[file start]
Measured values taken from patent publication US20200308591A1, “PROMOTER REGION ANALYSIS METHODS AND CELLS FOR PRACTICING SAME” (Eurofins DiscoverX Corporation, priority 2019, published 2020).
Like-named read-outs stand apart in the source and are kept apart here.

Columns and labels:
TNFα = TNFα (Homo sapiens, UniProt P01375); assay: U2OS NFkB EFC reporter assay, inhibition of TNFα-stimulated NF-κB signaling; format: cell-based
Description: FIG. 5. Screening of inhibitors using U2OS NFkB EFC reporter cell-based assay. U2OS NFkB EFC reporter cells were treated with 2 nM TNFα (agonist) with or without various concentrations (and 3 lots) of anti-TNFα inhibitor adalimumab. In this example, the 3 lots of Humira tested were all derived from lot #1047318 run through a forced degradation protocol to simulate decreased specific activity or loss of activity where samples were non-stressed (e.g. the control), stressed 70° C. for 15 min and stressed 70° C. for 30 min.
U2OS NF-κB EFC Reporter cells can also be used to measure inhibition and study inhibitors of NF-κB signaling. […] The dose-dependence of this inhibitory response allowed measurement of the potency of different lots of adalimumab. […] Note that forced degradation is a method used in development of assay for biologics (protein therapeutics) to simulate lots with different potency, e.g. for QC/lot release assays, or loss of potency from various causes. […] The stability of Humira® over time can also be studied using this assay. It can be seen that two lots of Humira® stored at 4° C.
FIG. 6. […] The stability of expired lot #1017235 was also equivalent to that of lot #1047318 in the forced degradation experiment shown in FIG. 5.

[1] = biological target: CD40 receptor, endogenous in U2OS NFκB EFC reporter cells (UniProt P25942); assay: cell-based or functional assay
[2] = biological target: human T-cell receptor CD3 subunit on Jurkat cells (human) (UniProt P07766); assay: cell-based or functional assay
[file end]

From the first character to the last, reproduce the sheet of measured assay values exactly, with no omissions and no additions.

Measured values taken from patent publication US20200308591A1, “PROMOTER REGION ANALYSIS METHODS AND CELLS FOR PRACTICING SAME” (Eurofins DiscoverX Corporation, priority 2019, published 2020).
Like-named read-outs stand apart in the source and are kept apart here.

Columns and labels:
TNFα = TNFα (Homo sapiens, UniProt P01375); assay: U2OS NFkB EFC reporter assay, inhibition of TNFα-stimulated NF-κB signaling; format: cell-based
Description: FIG. 5. Screening of inhibitors using U2OS NFkB EFC reporter cell-based assay. U2OS NFkB EFC reporter cells were treated with 2 nM TNFα (agonist) with or without various concentrations (and 3 lots) of anti-TNFα inhibitor adalimumab. In this example, the 3 lots of Humira tested were all derived from lot #1047318 run through a forced degradation protocol to simulate decreased specific activity or loss of activity where samples were non-stressed (e.g. the control), stressed 70° C. for 15 min and stressed 70° C. for 30 min.
U2OS NF-κB EFC Reporter cells can also be used to measure inhibition and study inhibitors of NF-κB signaling. […] The dose-dependence of this inhibitory response allowed measurement of the potency of different lots of adalimumab. […] Note that forced degradation is a method used in development of assay for biologics (protein therapeutics) to simulate lots with different potency, e.g. for QC/lot release assays, or loss of potency from various causes. […] The stability of Humira® over time can also be studied using this assay. It can be seen that two lots of Humira® stored at 4° C.
FIG. 6. […] The stability of expired lot #1017235 was also equivalent to that of lot #1047318 in the forced degradation experiment shown in FIG. 5.

[1] = biological target: CD40 receptor, endogenous in U2OS NFκB EFC reporter cells (UniProt P25942); assay: cell-based or functional assay
[2] = biological target: human T-cell receptor CD3 subunit on Jurkat cells (human) (UniProt P07766); assay: cell-based or functional assay